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Apple apps on Big Sur bypass firewalls and VPNs — this is terrible

For all of Apple’s talk of being privacy-first, often its business speak doesn’t match up with what it’s absolutely doing. And the latest example? Well, it’s Apple apps on Big Sur bypassing firewalls and VPNs.

I don’t need to tell you just how annoying this is.

The issue was first spotted in the macOS Big Sur beta by Cheep user @mxswd all the way back in October. They had this to say:

This was accepted and broadcast upon by Patrick Wardle, a aegis researcher at Jamf.

Effectively, Wardle says that antecedent versions of macOS accustomed a firewall or VPN to be set up using the Network Kernel Extension. But this isn’t the case in Big Sur.

What Wardle found is that the Mac App Store on the latest macOS bypasses any firewall. For all intents and purposes, its cartage is airy to firewalls. What’s accident is that Apple apps on Big Sur are alpha to accomplish alfresco the user’s control. Which is abhorrent news.

This story was brought to light on Apple Term, but many affected it would be fixed when Big Sur was appear to the accepted public. This hasn’t happened.

The catechism you might be asking next is so what? What’s the issue here?

Well, aside from ascendancy over , Apple apps on Big Sur being able to bypass firewalls and VPNs is a huge aloofness and aegis issue. Wardle showed on Cheep how easy it is for malware to accomplishment this gap:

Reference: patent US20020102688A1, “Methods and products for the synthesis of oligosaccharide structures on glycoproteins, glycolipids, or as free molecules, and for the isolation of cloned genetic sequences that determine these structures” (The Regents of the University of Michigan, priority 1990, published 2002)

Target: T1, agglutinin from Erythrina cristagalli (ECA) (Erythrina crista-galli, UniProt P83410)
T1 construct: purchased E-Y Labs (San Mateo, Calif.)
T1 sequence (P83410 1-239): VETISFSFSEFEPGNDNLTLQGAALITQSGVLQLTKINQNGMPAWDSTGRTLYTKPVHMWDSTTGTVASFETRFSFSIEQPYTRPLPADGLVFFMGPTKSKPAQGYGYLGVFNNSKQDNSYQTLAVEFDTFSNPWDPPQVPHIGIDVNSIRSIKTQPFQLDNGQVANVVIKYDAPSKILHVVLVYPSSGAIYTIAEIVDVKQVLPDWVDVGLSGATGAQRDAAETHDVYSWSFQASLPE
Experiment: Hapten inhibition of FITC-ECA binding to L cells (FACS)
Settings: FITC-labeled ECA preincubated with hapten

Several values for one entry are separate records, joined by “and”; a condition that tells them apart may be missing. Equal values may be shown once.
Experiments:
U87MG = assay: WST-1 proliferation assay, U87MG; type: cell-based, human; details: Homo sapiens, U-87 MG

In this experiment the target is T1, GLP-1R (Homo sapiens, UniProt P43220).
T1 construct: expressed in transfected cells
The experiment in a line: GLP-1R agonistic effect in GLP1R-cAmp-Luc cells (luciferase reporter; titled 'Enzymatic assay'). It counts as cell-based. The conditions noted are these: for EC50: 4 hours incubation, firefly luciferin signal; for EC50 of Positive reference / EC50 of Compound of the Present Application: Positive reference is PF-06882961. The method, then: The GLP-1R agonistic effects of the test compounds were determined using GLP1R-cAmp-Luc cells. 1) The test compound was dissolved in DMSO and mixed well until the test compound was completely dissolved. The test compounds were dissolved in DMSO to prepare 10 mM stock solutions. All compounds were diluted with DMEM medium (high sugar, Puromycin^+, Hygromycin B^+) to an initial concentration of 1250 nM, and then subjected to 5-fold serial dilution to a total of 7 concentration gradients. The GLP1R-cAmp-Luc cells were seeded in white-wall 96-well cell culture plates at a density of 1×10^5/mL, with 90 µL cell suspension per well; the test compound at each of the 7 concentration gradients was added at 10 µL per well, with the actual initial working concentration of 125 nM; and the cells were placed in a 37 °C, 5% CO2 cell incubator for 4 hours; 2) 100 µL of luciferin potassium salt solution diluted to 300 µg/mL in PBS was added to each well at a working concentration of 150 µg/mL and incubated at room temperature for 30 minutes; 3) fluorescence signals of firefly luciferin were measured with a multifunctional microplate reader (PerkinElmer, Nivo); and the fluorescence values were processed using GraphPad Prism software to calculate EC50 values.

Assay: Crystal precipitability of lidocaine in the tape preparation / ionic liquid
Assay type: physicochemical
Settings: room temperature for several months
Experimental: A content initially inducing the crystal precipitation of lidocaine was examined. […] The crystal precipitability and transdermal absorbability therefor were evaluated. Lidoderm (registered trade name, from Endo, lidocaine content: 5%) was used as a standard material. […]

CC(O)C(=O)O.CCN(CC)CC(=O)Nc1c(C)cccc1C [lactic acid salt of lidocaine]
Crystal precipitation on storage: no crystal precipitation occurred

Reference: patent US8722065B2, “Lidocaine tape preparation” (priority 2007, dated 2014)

What this amounts to is that bad actors could accomplishment this hole in Apple apps on Big Sur to send out your claimed data to remote servers. This should worry everyone.

The big catechism though is  the company’s doing this. So far, it hasn’t said why Apple apps on Big Sur are exempt from firewalls and VPNs, but there are some theories.

One school of anticipation is that this makes it harder for users to pretend they’re in altered countries, acceptation it can be stricter on licensing issues. Another is that Apple wants to keep its apps’ data and cartage out of VPN servers.

Whatever the reason, I acutely doubt its good enough to excuse Apple’s accomplishments here.

If you want to accept added what this sort of action does, I’d acclaim you go and read this piece from Jeffrey Paul about why your computer isn’t yours. It’s a sobering look at the world we’re living in, where

So much for Apple being privacy-first, hey?

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Published November 16, 2020 — 09:11 UTC

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